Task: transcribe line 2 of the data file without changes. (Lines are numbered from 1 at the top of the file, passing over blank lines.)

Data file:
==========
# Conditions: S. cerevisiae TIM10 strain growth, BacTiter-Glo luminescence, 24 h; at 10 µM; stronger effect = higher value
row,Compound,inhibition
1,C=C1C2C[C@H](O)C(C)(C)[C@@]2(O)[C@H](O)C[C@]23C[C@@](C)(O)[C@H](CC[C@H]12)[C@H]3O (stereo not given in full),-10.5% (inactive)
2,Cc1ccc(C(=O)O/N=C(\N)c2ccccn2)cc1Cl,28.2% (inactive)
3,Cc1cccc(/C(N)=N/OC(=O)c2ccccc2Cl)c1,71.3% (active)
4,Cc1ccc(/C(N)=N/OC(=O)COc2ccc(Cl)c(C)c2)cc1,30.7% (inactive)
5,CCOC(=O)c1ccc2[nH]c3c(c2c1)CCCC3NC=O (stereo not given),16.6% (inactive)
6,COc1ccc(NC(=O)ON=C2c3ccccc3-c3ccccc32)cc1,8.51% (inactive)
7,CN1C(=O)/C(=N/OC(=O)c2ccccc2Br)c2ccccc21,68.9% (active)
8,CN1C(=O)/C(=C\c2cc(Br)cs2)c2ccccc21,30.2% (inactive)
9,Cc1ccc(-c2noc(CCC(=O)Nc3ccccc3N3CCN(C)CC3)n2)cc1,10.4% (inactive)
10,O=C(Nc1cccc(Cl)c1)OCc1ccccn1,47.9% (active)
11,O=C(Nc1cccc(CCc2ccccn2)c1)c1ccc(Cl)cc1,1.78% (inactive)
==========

row,Compound,inhibition